A market in Rarotonga, Cook Islands

If you drew a line straight down from Hawaii until you hit the Tropic of Capricorn, you’ve found the Cook Islands. 

the Punanga Nui Market Rarotonga
Kia Orana “Welcome”

Each Saturday in Rarotonga the Punanga Nui Cultural Market is held.  The market is a mix of village fair and market, with locals presenting their produce (this is a place where avocado trees are loaded with fruit and houses have tables offering home grown goods and honesty boxes). 

Other folk prepare dishes for a breakfast, and curries, smoothies, baked goods are presented on trestle tables whilst the sounds of ukulele music and drums drift in and out of your conversation.

Selections at Rarotonga Market

Our favourite stall simply offered a “plate of food” with whatever was plentiful that week.

hearty breakfast in Rarotonga Market
hearty breakfast in Rarotonga

Once you have taken care of your culinary sampling, it’s time to move on to the cultural offerings and craftspeople display their wares for inspection.  Local ladies specialize in Tivaevae, appliqued quilts which are highly prized and significant gifts for weddings and special birthdays.    Black pearls are a feature of jewellery here, and watching an artist engrave the pearls with local designs is a real treat.   

Time for some dancing, oh yes.  Music and dance are a part of life here, and its never too early to start.  This little dancer was strutting her stuff, never mind the nappy under her skirt.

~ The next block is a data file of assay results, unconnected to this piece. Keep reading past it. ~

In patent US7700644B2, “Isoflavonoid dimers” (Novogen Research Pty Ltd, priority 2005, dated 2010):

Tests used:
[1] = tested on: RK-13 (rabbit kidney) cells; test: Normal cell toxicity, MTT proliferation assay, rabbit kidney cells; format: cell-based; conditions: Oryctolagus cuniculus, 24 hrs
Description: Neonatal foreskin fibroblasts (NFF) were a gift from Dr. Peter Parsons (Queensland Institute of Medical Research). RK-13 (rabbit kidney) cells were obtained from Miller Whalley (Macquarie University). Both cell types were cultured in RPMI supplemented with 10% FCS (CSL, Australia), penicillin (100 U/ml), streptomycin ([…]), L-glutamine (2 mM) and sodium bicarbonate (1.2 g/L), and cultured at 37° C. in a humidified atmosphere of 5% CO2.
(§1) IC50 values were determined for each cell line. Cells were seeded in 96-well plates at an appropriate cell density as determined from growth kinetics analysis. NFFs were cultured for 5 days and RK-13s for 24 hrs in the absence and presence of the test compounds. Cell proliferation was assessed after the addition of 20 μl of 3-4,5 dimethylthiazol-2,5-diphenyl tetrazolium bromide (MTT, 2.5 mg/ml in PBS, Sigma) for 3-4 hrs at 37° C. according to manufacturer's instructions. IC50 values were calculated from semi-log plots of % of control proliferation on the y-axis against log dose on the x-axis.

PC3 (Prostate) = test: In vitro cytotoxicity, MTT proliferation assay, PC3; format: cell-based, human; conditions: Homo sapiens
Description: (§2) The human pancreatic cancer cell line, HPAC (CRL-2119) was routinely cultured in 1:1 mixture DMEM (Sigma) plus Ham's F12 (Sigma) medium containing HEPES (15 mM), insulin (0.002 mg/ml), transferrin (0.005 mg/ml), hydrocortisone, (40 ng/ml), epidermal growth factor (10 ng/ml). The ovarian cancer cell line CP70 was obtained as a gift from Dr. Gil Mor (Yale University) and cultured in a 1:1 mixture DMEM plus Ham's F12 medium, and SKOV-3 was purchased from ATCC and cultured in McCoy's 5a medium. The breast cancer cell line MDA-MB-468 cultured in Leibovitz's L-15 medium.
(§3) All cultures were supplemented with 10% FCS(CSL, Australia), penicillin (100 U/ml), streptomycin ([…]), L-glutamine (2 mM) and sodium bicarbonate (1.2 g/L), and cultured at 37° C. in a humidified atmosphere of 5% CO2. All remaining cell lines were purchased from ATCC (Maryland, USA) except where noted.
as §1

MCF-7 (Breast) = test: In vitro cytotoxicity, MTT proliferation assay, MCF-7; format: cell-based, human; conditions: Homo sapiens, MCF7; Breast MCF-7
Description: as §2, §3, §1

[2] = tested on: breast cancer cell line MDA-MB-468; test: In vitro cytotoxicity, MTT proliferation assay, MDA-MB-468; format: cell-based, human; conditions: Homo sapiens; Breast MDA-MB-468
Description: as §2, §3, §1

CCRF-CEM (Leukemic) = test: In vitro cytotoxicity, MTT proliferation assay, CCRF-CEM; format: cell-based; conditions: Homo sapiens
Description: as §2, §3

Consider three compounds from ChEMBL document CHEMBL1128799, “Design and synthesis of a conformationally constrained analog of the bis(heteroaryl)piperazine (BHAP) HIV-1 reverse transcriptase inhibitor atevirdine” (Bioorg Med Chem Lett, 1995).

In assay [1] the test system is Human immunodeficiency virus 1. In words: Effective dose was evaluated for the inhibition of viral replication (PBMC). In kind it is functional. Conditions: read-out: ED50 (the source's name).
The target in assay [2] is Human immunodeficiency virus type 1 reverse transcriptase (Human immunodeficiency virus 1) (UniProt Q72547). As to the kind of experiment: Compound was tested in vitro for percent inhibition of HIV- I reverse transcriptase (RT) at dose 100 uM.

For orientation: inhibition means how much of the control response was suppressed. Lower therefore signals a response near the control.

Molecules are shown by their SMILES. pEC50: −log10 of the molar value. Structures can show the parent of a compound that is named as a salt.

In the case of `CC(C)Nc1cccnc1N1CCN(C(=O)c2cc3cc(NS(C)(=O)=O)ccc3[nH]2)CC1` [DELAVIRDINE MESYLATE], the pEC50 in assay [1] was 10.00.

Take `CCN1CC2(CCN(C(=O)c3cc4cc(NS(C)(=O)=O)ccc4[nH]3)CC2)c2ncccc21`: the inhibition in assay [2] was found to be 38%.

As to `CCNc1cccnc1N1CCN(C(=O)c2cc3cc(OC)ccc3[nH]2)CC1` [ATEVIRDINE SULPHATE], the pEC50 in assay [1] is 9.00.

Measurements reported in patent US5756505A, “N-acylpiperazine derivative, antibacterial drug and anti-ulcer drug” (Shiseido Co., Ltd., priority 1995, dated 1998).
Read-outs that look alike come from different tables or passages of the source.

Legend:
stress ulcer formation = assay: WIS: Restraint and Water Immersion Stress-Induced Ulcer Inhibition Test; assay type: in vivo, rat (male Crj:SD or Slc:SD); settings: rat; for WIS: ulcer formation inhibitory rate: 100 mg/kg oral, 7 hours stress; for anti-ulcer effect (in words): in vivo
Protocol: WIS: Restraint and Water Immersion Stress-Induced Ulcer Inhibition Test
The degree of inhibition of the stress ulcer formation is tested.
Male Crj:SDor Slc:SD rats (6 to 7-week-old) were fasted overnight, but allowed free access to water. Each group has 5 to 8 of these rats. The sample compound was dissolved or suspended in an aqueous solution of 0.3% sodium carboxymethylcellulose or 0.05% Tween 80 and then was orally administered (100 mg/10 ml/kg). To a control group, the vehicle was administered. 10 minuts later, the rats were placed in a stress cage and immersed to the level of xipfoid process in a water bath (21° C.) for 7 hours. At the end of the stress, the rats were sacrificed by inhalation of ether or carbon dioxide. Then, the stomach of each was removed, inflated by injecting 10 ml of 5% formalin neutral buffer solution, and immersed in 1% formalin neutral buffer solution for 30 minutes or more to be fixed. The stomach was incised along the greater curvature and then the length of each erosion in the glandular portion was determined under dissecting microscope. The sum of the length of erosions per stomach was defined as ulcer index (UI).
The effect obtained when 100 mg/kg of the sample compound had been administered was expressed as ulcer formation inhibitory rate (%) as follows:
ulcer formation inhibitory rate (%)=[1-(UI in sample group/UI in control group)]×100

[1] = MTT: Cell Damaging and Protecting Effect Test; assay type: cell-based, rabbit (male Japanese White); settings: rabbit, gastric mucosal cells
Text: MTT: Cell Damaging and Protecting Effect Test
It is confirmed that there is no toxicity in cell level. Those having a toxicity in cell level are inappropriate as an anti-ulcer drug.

Baby Cook Islands dancer
In the Cook Islands, dancing starts early

Rarotonga is the largest island, and where you would fly into.  The other islands in the two groups (north and south) are quite isolated, and can only be accessed by light planes or by boat.  Its citizens are Polynesian, and closely related to Tahitians and Hawaiians.  They have a strong link to New Zealand or Aotearoa in the Maori language.

Rarotonga has a special place in my heart.  Its welcoming and homey.  It smells tropical and lush. It doesn’t put on airs and graces.  Yes, there are a few posh resorts, but there are many more good value places to stay, owned by locals which I always prefer to patronise. 

As you arrive you will walk from the plane into the airport building for immigration processes, and whilst you wait, a local institution, Jake Numanga will welcome you by serenading you with his Ukulele.   When you leave, he will sing you goodbye, leaving you with a lasting love of this beautiful place.


Jake Numanga

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Is it too late to have a gap year in your late 50s? To take back some time from our day to day working life to travel - unplanned, unescorted, unfettered? To take that leap? It was a defining year - liberating, challenging, humbling, scary. It was many things, but it wasn't a holiday.

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